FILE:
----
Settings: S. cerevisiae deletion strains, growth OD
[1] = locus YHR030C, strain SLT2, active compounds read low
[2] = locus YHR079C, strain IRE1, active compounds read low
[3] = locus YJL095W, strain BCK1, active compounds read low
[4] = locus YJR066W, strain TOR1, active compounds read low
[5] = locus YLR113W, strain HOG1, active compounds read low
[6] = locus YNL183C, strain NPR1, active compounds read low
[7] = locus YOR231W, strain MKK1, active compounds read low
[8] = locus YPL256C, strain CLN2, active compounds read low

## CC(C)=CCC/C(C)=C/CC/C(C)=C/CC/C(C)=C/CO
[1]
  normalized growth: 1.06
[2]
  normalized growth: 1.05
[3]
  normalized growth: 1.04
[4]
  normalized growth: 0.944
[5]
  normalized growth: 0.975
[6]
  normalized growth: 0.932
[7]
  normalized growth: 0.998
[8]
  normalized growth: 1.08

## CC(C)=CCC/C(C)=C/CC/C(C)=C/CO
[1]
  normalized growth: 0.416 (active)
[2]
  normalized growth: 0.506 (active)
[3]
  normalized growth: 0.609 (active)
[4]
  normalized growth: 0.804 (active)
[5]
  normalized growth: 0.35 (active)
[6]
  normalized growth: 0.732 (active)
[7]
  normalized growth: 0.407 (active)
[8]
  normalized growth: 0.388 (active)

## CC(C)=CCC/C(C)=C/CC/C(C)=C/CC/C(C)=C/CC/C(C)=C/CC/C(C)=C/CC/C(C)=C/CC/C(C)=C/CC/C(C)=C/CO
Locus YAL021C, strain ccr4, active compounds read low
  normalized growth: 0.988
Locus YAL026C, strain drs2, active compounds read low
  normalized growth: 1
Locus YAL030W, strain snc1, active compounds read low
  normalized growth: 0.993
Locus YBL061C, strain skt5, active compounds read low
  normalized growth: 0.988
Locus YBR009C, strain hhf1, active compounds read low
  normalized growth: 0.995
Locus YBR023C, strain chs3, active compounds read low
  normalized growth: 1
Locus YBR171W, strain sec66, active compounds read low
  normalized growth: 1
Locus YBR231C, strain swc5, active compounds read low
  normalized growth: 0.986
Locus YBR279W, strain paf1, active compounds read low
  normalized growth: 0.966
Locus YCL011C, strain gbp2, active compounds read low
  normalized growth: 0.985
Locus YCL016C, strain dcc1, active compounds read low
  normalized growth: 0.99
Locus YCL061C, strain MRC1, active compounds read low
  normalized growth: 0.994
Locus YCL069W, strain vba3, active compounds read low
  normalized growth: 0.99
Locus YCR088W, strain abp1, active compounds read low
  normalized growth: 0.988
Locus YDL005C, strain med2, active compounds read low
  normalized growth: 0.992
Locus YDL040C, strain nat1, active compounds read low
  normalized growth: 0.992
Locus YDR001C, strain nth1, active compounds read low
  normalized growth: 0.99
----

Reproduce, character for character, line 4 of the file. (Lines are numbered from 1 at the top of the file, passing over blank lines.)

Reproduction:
[3] = locus YJL095W, strain BCK1, active compounds read low